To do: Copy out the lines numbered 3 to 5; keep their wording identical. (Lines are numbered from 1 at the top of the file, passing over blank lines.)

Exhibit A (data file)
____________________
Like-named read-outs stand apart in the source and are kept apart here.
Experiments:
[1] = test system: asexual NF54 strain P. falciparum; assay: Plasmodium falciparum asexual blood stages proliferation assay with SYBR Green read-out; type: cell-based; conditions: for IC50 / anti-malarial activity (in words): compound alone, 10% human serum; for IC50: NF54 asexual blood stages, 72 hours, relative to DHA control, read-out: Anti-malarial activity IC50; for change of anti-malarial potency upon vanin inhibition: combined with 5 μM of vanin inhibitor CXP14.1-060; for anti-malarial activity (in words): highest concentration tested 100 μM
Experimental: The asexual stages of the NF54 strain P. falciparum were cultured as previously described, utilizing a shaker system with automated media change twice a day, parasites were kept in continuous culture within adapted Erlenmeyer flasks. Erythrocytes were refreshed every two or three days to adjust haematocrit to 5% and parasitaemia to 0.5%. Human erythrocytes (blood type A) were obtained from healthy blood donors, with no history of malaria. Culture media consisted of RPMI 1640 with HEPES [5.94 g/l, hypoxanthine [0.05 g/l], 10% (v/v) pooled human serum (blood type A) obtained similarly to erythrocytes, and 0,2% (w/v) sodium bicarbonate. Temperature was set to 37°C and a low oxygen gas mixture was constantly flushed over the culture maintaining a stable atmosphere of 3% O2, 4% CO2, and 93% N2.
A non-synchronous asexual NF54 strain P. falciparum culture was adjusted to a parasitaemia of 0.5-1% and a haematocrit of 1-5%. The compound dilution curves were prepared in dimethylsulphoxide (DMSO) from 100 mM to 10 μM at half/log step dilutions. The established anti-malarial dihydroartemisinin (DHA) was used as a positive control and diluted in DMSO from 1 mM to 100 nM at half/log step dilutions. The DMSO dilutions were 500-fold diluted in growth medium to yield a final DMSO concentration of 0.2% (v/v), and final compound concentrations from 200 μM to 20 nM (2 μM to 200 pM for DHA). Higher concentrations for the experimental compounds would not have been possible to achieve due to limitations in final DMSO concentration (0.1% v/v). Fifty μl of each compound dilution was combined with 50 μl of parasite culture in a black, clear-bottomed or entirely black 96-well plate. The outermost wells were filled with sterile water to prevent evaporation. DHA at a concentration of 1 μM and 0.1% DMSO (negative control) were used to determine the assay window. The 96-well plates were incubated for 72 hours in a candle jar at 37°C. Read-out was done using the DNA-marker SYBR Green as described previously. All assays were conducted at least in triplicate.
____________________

[1] = test system: asexual NF54 strain P. falciparum; assay: Plasmodium falciparum asexual blood stages proliferation assay with SYBR Green read-out; type: cell-based; conditions: for IC50 / anti-malarial activity (in words): compound alone, 10% human serum; for IC50: NF54 asexual blood stages, 72 hours, relative to DHA control, read-out: Anti-malarial activity IC50; for change of anti-malarial potency upon vanin inhibition: combined with 5 μM of vanin inhibitor CXP14.1-060; for anti-malarial activity (in words): highest concentration tested 100 μM
Experimental: The asexual stages of the NF54 strain P. falciparum were cultured as previously described, utilizing a shaker system with automated media change twice a day, parasites were kept in continuous culture within adapted Erlenmeyer flasks. Erythrocytes were refreshed every two or three days to adjust haematocrit to 5% and parasitaemia to 0.5%. Human erythrocytes (blood type A) were obtained from healthy blood donors, with no history of malaria. Culture media consisted of RPMI 1640 with HEPES [5.94 g/l, hypoxanthine [0.05 g/l], 10% (v/v) pooled human serum (blood type A) obtained similarly to erythrocytes, and 0,2% (w/v) sodium bicarbonate. Temperature was set to 37°C and a low oxygen gas mixture was constantly flushed over the culture maintaining a stable atmosphere of 3% O2, 4% CO2, and 93% N2.
A non-synchronous asexual NF54 strain P. falciparum culture was adjusted to a parasitaemia of 0.5-1% and a haematocrit of 1-5%. The compound dilution curves were prepared in dimethylsulphoxide (DMSO) from 100 mM to 10 μM at half/log step dilutions. The established anti-malarial dihydroartemisinin (DHA) was used as a positive control and diluted in DMSO from 1 mM to 100 nM at half/log step dilutions. The DMSO dilutions were 500-fold diluted in growth medium to yield a final DMSO concentration of 0.2% (v/v), and final compound concentrations from 200 μM to 20 nM (2 μM to 200 pM for DHA). Higher concentrations for the experimental compounds would not have been possible to achieve due to limitations in final DMSO concentration (0.1% v/v). Fifty μl of each compound dilution was combined with 50 μl of parasite culture in a black, clear-bottomed or entirely black 96-well plate. The outermost wells were filled with sterile water to prevent evaporation. DHA at a concentration of 1 μM and 0.1% DMSO (negative control) were used to determine the assay window. The 96-well plates were incubated for 72 hours in a candle jar at 37°C. Read-out was done using the DNA-marker SYBR Green as described previously. All assays were conducted at least in triplicate.